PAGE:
Morris Adjmi’s First Brooklyn Skyscraper at 550 Clinton Avenue Heads Back to LPC After Revisions

520 and 550 Clinton Avenue view from South, Brooklyn, new design520 and 550 Clinton Avenue view from South, Brooklyn, new design, rendering by Morris Adjmi Architects

Recent new development in Downtown Brooklyn has been on a historic scale, having been ranked among the most significant growth spurts for a single neighborhood in the city’s history. Plans to build a 29-story residential tower at 550 Clinton Avenue in Clinton Hill will spread the boom slightly further out. YIMBY reported on the design in January of this year when it was first proposed to the Landmark Preservation Commission (LPC). After receiving feedback, its architect Morris Adjmi is returning to the LPC with what may be the final design.

520 and 550 Clinton Avenue view from Atlantic and Clinton Avenue, new design

520 and 550 Clinton Avenue view from Atlantic and Clinton Avenue, new design, rendering by Morris Adjmi Architects

520 and 550 Clinton Avenue view from Atlantic and Clinton Avenue, old design

520 and 550 Clinton Avenue view from Atlantic and Clinton Avenue, old design, rendering by Morris Adjmi Architects

The 312-foot tall building will bring 34,260 square feet for commercial-retail use, and 202,040 square feet for residential use. The as-of-right space allowed by zoning is 96,920 square feet, which is why the developers purchased 70,000 square feet from a neighboring community facility, the Church of Saint Luke & Saint Matthews.

Church of Saint Luke & Saint Matthews, via Morris Adjmi Architects

Church of Saint Luke & Saint Matthews, via Morris Adjmi Architects

Following comments from the commissioner, the development will now include a more extensive restoration of the church. Changes to the new tower’s façade are also significant. Most noticeable is that the precast concrete will be whiter. The windows will also be darker, increasing the contrast to the concrete edifice. The most significant change is with the building’s cantilevered slope, which will rise nearly twice as high without increasing the distance it rises over, making the angle less noticeable.

As described by Adjmi to YIMBY, “There is a more extensive restoration program for the church and we modified the design of the tower in response to the commissioners’ comments.”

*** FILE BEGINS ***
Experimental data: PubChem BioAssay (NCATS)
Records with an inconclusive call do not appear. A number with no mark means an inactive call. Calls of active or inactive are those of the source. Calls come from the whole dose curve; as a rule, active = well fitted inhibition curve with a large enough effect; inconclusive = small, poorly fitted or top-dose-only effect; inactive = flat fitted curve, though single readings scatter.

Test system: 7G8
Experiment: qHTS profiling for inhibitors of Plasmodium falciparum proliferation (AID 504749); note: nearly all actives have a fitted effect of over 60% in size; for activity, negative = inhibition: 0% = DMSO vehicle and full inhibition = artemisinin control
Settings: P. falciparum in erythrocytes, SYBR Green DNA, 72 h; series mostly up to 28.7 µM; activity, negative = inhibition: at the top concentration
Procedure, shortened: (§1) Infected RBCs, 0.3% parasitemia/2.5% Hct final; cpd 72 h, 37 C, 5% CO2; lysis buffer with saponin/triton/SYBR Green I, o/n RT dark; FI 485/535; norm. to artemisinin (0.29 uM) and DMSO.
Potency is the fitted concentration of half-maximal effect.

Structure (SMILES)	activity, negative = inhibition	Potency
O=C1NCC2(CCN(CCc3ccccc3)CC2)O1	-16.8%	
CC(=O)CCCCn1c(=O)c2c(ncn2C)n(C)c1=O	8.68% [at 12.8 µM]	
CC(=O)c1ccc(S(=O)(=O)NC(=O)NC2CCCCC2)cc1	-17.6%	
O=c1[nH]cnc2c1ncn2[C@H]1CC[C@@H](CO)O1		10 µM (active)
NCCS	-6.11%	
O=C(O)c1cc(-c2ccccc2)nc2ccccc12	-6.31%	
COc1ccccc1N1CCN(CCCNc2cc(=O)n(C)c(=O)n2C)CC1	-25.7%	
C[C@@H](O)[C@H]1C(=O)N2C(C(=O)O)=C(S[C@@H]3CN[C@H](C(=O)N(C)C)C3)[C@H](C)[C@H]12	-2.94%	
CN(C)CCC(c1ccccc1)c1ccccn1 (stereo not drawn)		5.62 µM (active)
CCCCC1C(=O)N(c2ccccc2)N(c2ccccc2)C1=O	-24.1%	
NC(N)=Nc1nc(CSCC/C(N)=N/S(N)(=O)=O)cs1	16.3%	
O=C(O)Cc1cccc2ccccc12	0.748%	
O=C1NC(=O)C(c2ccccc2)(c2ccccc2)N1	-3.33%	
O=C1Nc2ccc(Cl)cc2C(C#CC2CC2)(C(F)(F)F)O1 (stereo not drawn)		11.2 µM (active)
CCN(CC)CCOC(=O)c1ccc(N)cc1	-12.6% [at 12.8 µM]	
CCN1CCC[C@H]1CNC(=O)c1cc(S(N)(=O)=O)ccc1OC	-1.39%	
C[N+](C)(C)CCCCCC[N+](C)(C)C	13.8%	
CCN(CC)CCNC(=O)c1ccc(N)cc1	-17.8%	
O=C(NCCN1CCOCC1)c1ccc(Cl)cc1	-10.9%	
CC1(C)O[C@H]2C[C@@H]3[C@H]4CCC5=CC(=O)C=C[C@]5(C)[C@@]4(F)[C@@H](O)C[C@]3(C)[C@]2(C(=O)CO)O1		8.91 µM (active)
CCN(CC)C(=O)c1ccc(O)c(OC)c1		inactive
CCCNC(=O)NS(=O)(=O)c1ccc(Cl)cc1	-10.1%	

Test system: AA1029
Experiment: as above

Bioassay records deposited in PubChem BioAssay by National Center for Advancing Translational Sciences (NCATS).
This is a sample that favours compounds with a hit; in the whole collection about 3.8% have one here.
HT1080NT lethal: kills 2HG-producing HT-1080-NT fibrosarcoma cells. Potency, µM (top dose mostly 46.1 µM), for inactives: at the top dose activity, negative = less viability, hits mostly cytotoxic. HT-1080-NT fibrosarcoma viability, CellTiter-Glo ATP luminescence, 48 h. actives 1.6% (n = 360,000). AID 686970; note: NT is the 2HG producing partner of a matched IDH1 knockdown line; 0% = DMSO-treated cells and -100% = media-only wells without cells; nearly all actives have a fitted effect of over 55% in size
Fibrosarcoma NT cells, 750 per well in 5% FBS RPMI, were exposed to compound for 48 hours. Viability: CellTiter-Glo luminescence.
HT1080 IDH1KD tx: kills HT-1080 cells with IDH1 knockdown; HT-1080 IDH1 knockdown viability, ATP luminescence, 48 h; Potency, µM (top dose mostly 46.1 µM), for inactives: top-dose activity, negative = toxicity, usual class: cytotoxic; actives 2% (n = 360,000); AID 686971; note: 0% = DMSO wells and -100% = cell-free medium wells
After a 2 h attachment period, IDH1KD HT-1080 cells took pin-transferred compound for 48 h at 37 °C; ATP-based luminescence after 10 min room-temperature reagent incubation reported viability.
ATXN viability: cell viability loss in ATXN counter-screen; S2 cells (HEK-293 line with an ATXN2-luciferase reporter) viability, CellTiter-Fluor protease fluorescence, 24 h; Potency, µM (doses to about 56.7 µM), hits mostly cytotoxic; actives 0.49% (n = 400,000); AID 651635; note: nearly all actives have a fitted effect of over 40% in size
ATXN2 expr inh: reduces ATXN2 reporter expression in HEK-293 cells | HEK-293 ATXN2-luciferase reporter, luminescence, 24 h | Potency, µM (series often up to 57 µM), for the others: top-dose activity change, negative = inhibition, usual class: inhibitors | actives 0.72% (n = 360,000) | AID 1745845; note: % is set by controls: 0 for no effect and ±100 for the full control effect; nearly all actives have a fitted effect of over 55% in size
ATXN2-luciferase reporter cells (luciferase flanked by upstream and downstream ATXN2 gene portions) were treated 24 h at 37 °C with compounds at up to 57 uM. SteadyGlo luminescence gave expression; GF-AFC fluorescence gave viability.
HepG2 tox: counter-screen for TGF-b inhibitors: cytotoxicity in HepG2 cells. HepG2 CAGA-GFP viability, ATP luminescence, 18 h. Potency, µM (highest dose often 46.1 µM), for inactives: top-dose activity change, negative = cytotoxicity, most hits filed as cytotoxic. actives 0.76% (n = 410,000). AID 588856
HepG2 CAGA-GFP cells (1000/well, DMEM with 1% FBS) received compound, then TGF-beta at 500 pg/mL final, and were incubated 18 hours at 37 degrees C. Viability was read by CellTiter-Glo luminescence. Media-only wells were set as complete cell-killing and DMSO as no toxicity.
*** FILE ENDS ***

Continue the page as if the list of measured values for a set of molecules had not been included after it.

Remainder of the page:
520 and 550 Clinton Avenue view from South, Brooklyn, new design

520 and 550 Clinton Avenue view from South, Brooklyn, new design, rendering by Morris Adjmi Architects

520 and 550 Clinton Avenue view from South, Brooklyn, old design

520 and 550 Clinton Avenue view from South, Brooklyn, old design, rendering by Morris Adjmi Architects

Li Salzman Architects, who specialize in preservation, have collaborated with Adjmi for the project. The site is a few blocks west of the Barclays Center subway intersection, providing access to nearly every significant subway line in the city.

550 Clinton Avenue, via Google Maps

550 Clinton Avenue, via Google Maps

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6 Comments on "Morris Adjmi’s First Brooklyn Skyscraper at 550 Clinton Avenue Heads Back to LPC After Revisions"

  1. Please pardon me for using your space: This work you do I like it so much.

  2. So the base windows are slightly wider, the color is more white, the roof screen hides the bulkhead and the angled corner got taller. Not much difference.

  3. David D. Roberts | March 12, 2018 at 11:40 am | Reply

    This building screams for the use of an Indiana Limestone exterior cladding to provide a sense of prominence and relationship with the church and adjacent structures. I have worked on many MA Projects, but this one without a doubt should be Indiana Limestone! Better yet, a lightweight reinforced Indiana Limestone cladding system which will accelerate the installation of the exterior exponentially.

  4. are these rental or condos

  5. The building is actually a few blocks EAST of the Barclay’s center/Atlantic Terminal Hub. The pictures you caption as “view from South” are actually “Looking South”.

  6. Could they have made a less contextual design. Unbelievably ugly and it is going up against a low-rise historic neighborhood and a beautiful church. How could Landmarks not only allow but praise this monstrosity going up against a Landmarked district? The building is as ungraceful as our historic landmarked buildings are graceful and elegant.

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